I like the advice given by Alvina, 11, who suggests that one practice a month should just be handed over to the players: “just let the team talk and get to know each other.”
Everett, 12, gets specific and suggests they “practice more give and go.” Leon, 6, wants the Canucks to “practice shooting” and “practice skating.” Apple, 6, agrees with the latter: “practice skating more.”
Bruce, 11, just wants “more practices to make it to the playoffs” and Chloe, 7, suggests the Canucks need to “work harder and practice.” Josh says, “have more practices…to get better.” Doris, 11, says “try to practice more.” Again and again, the advice from the kids is “practice more.”
from Tim Panaccio of CSNPhilly,
Just what the Flyers need: another $5 million center whose best years are behind him and who turns 30 in August.
This figures to be a very challenging summer for newly-installed general manager Ron Hextall, who has about $6.5 million in salary cap space and is desperately seeking to fill one, if not two, spots on defense, while having to re-sign a half-dozen or so players, including Emery, the backup to goalie Steve Mason.
The Kesler deal, which was wildly speculated without substantiation during the trade deadline, made no sense in March and makes even less sense right now.
Yeah, Bob Clarke tendered Kesler an offer sheet for $1.9 million back in 2006. Vancouver matched. Been there, done that.
We’ve already seen the mess the Flyers got themselves into last July by diving foolishly into free agency to sign center Vinny Lecavalier when the position they absolutely need to upgrade was wing.
from Pierre LeBrun of ESPN,
The latest scuttlebutt on who's going where and why as another big season of free agency approaches:
It has the potential to be quite the offseason when it comes to high-profile centers changing teams.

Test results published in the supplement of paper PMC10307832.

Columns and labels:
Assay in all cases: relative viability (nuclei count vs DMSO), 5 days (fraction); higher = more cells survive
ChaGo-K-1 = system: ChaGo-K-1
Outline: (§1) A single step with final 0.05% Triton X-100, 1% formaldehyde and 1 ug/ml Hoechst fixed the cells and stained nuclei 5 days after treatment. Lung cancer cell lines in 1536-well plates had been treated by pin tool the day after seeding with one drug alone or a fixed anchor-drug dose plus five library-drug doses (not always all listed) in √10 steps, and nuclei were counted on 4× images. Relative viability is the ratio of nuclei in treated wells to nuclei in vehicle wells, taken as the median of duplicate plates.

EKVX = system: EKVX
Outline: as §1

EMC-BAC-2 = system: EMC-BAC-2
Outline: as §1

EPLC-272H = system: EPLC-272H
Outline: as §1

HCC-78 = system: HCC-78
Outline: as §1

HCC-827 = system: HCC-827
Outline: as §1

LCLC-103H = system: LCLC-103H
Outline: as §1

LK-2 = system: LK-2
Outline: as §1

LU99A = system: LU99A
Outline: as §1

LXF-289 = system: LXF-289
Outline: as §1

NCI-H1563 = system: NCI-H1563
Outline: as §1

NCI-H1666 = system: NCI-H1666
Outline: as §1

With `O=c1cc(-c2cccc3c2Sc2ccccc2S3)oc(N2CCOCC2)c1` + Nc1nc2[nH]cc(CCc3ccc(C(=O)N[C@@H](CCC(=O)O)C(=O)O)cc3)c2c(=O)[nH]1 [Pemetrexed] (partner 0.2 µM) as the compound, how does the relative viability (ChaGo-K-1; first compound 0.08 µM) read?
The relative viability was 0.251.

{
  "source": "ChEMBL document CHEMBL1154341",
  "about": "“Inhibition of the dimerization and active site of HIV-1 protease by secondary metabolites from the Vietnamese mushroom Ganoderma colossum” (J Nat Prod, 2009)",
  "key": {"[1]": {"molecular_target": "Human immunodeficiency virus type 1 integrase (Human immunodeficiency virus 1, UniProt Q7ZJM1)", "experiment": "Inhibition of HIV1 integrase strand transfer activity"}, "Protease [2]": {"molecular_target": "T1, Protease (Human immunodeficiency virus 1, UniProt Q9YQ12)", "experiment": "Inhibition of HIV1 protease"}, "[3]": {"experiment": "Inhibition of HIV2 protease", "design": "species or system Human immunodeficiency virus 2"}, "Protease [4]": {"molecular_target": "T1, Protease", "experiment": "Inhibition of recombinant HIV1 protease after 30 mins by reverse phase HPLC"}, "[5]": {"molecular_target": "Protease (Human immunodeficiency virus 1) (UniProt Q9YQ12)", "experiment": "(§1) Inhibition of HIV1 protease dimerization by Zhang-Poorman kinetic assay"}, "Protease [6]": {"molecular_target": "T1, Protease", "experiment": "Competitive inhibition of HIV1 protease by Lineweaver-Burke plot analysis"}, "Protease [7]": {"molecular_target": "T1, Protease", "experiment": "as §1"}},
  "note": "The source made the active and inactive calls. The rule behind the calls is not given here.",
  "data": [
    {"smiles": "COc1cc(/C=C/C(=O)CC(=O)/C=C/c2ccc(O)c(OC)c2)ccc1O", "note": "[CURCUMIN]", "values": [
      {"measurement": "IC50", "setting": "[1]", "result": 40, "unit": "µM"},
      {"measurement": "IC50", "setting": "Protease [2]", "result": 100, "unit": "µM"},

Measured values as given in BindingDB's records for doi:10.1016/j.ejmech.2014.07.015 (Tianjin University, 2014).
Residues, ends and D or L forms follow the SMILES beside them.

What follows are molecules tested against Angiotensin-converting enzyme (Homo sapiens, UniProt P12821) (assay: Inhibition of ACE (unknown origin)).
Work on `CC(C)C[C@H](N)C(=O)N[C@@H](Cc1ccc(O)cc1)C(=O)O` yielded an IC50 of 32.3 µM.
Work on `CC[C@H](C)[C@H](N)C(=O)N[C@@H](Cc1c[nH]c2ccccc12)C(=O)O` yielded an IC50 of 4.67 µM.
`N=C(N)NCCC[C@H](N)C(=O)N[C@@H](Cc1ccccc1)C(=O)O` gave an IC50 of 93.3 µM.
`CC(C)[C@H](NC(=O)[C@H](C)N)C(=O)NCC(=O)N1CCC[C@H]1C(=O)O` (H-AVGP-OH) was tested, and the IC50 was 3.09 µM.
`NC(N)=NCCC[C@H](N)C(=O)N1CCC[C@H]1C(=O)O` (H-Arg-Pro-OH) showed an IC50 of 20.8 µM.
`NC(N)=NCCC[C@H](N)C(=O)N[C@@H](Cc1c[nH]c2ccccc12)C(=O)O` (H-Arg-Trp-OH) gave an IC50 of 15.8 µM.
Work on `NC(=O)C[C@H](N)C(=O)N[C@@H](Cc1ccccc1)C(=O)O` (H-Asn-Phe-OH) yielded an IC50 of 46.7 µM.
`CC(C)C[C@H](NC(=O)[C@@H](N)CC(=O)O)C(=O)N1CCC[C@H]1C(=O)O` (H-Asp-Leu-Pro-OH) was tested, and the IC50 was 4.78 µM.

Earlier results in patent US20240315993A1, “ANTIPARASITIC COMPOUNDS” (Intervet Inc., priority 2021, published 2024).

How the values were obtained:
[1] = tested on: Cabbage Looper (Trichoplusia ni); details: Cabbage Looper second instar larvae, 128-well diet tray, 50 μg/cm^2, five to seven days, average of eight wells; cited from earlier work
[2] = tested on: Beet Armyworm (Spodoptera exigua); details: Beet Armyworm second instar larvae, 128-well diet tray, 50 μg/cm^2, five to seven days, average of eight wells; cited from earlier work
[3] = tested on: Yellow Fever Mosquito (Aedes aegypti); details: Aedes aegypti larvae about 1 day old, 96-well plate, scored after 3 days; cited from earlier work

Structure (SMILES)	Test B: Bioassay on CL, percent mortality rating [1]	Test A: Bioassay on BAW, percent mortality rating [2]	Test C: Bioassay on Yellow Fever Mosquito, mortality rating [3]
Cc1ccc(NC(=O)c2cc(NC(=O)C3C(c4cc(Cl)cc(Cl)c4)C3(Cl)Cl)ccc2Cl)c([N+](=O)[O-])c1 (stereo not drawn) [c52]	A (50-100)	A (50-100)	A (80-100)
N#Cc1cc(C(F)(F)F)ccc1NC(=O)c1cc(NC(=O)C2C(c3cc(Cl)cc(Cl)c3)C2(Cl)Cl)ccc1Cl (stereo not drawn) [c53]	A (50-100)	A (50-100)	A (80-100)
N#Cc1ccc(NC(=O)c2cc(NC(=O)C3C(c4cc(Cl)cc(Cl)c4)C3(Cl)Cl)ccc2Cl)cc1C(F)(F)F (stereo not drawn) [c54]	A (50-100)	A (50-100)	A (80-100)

We always say top centers don’t grow on trees and are hard to come by, well, there are at least two on the market in Ryan Kesler and Jason Spezza and it remains to be seen how it plays out on the Joe Thornton front.
First, in Vancouver, where the Canucks went fairly down the road in trade talks involving Kesler before the March 5 trade deadline, in particular with the Anaheim Ducks and Pittsburgh Penguins, before deciding the offers weren’t good enough and pulling him back.
The question is, what’s the deal with him now given the new management in place in Vancouver?
Sources said new Canucks GM Jim Benning has already taken calls from teams on Kesler, if for no other reason than they’re wondering if he’s still available or not....
Spezza, with a year left on his deal, indicated to Senators management that he would welcome a change if a deal that makes sense comes Ottawa’s way. I suspect talks will heat up on that front closer to the draft later this month.
And, in San Jose, the Sharks have indicated they are entering a rebuilding mode. What does that mean for Joe Thornton, who signed a three-year extension earlier this season? Does he want to be around for a rebuild? Either way, Thornton holds all the cards with a no-movement clause. Same goes for Patrick Marleau, for that matter.
more on Kesler and other topic too...
from Tony Gallagher of the Vancouver Province,
If Canucks general manager Jim Benning likes the core of this team as much as he claims to, it would appear there should now be a clear frontrunner for the club’s vacant head coaching job.
That would be Dan Bylsma, the recently deposed coach of the Pittsburgh Penguins, who won a Stanley Cup in 2009 after he took over from Michel Therrien in the middle of the season; a man who is said to be a clone of Alain Vigneault. He’s also a man who was none too thrilled to be kept hanging around as long as he was by the Pens, only to be dumped on Friday, but there was nothing he could do about it.
But we digress. Who better to follow AV here in Vancouver than the same guy who had great success following his body double, Therrien, in Pittsburgh — the one thorny year of John Tortorella perhaps the only thorny issue spoiling what could be the perfect succession plan.
Since that wonderful first year in Pittsburgh, obviously things haven’t gone as well for Bylsma, but there is a pretty good explanation for just about every failing the team had under his watch.
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Paul Kukla founded Kukla’s Korner in 2005 and the site has since become the must-read site on the ‘net for all the latest happenings around the NHL.